Bath-based anaesthetics innovator Somnus Scientific, which improves sedation and anaesthesia outcomes for patients undergoing medical procedures, has raised £600,000 following investment readiness support from Innovate UK EDGE.
Somnus Scientific is making anaesthesia safer for patients, better for the environment and more cost effective for healthcare by unlocking alternatives to traditional gas-based anaesthetics.
“Anaesthetic gasses are heavily linked with nausea, slow recovery, memory loss and environmental damage, accounting for 5% of a typical hospital’s carbon footprint,” says Dr Tim Craft, Co-Founder and Chief Executive Officer, Somnus Scientific.
Somnus’ solution is to aid the transition to the use of propofol as a drug for maintaining anaesthesia. Propofol is a short acting sedative that supports a rapid, high quality recovery with very low incidences of nausea and patient confusion.
“Retrospective analysis indicates that patients who have cancer and are anaesthetised with propofol are more likely to be alive five years later than those given gaseous anaesthesia,” says Tim.
Despite being first licensed for use in 1986, propofol has to date been primarily used as a drug for initiating anaesthesia, rather than a replacement for gases for its continuance. This has been largely due to the inability to accurately measure the levels of propofol concentration in a patient’s blood stream in real-time, and therefore monitor the extent and depth of the patient’s sedation during a procedure.
Somnus’ world-first biosensor solves this problem. It uses enzymes to metabolise propofol, producing electrons that are measured at the sensor, enabling anaesthetists to monitor and adapt sedation levels in real time.
The company is also producing an adapted sensor to be used in intensive care units, where propofol is frequently used to sedate patients who, for example, are being mechanically ventilated. This sensor will provide information on the concentration of propofol in the patient’s bloodstream and help to optimise the dosage of propofol given to each individual patient.
“There's now lots of research evidence indicating that a significant majority of patients in intensive care are over sedated, meaning they stay longer in the intensive care unit, they take longer to get off a ventilator, and most significantly, they are less likely to survive.”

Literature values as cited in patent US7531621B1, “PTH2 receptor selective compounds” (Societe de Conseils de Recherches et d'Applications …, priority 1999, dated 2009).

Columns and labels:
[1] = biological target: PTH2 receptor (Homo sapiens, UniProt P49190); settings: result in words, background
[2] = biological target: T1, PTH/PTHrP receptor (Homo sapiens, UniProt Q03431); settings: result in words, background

Faster patient discharge also helps optimise intensive care resources. According to Statista, the UK had just 6.6 intensive care beds per 100,000 population at the onset of the pandemic, compared to 29.2 in Germany and 34.7 in the United States. By improving discharge rates, Somnus’ innovation will help optimise the use of these limited resources.
Investment readiness and growth support from Innovate UK EDGE
To fund its research and development, Somnus secured a £400,000 Innovate UK Biomedical Catalyst grant in 2019, and in 2020, Tim began work with Innovate UK EDGE Access to Finance Specialist, Ed Tellwright.
“Ed really helped hone our pitching skills – we now focus on getting our ‘home runs in early’ grabbing the investor’s attention early on with our key selling points.”
Somnus Scientific recently raised £600,000 from a combination of private investors and a cornerstone institutional investor; Utilico Emerging Markets Trust plc. The company will use the funds to further develop its products before undertaking testing in the UK. A phased domestic and international launch, focusing first on Europe and then on global markets will follow.
Tim is now beginning work with Innovate UK EDGE medical sector specialist, Patrick Finnemore, to identify potential partners and collaborators, and review the strategic direction of the company.
“The whole package of support from Innovate UK EDGE has opened doors that would have been very difficult to open by ourselves,” says Tim, “and it’s really helping us to accelerate towards commercialisation.”
Innovate UK EDGE will continue to support as this Bath-based business takes major steps towards safer, greener, more cost-effective anaesthesia and sedation for patients across the planet.